As one who is sent before a king to see that the way is prepared, John the Baptist went before the Christ. It was customary for eastern kings, when on an expedition, to send forerunners to prepare the way; the hills were to be leveled, the valleys to be filled, and the road was to be straightened so that the king would have easy access in travel. John came on a similar mission. Yet his preparations differed from the forerunners of earthly kings. He called the people to repentance, preparing their hearts for the message to follow.

Fill in the Blank

1. Many ancient nations had ________________ that promised a divine _______________ would come to rescue the human race.

2. Prophecies given to the Jews said that the Messiah would be announced by a ________________________.

3. The father of John was the priest named ________________________,  whose wife was named ________________________.

4. The angel told the priest that his son would be the ____________________ of the Lord.

5. John’s task would be to make _________________ a ___________________ prepared for the Lord.

6. John went before Christ as one goes before a ________________.

7. John called the people to ______________________. 

John Came in Fulfillment of the Prophecy

The prophet Malachi said,

Malachi 3:1 “Behold, I am going to send My messenger, and he will clear the way before Me. And the Lord, whom you seek, will suddenly come to His temple; and the messenger of the covenant, in whom you delight, behold, he is coming, says the Lord of hosts.”

A priest of Abijah by the name of Zacharias was the father of John. His mother was Elizabeth, and she was a daughter of Aaron. Therefore, the blood of priests ran in John’s veins. The forerunner of the Messiah was also a Nazarite from his birth. (A Nazarite was bound by a vow to be set apart from others for the service of God.) [3]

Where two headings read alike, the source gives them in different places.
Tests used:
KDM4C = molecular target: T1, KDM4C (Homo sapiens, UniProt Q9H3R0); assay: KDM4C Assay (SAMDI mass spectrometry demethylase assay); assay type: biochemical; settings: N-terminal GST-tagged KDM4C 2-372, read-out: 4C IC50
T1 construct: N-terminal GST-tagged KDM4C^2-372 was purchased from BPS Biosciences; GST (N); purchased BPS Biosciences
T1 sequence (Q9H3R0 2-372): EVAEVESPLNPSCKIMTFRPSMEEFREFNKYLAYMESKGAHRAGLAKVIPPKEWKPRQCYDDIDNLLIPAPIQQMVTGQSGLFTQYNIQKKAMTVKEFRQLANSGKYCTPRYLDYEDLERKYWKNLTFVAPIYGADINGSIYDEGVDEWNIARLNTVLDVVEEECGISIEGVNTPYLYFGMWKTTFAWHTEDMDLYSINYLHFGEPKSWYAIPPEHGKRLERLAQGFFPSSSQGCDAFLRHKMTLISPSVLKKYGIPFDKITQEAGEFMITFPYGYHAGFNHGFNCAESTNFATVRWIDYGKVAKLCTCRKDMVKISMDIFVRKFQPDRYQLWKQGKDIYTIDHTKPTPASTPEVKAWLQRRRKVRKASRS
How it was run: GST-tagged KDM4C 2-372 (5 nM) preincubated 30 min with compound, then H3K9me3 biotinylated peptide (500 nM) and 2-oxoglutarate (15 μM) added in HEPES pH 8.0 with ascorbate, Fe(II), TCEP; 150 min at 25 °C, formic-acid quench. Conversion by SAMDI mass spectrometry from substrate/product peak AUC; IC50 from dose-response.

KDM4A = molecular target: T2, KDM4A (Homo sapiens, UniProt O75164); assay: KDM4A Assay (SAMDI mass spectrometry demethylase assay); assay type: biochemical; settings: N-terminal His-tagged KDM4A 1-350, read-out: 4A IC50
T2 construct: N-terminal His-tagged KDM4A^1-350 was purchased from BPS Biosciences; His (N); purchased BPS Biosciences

The appearance of John the Baptist in the wilderness of Judaea was as startling as that of Elijah. From his dwelling place in the wild and thinly populated region about the Dead Sea his voice is Stentorian:

Mark 1:15 “The time is fulfilled, and the kingdom of God is at hand; repent...”

He dwelt by himself. He wore garments like the prophets of old: a garment woven of camel’s hair, attached to his body by a leather girdle. The desert provided his food—locusts and wild honey.

John came suddenly out of the wilds of Judaea, as Elijah had come from the wilds of Gilead. John’s message resembled Elijah’s in its sudden appearance, vehemence and denunciation. [4] [5]

Matthew 3:1 Now in those days John the Baptist came, preaching in the wilderness of Judaea, saying, 2 “Repent, for the kingdom of heaven is at hand.” 3 For this is the one referred to by Isaiah the prophet, saying, “The voice of one crying in the wilderness, make ready the way of the Lord, make His paths straight! 4 Now John himself had a garment of camel’s hair, and a leather belt about his waist; and his food was locusts and wild honey.

Questions

1. What is the name of the prophet who predicted the coming of John?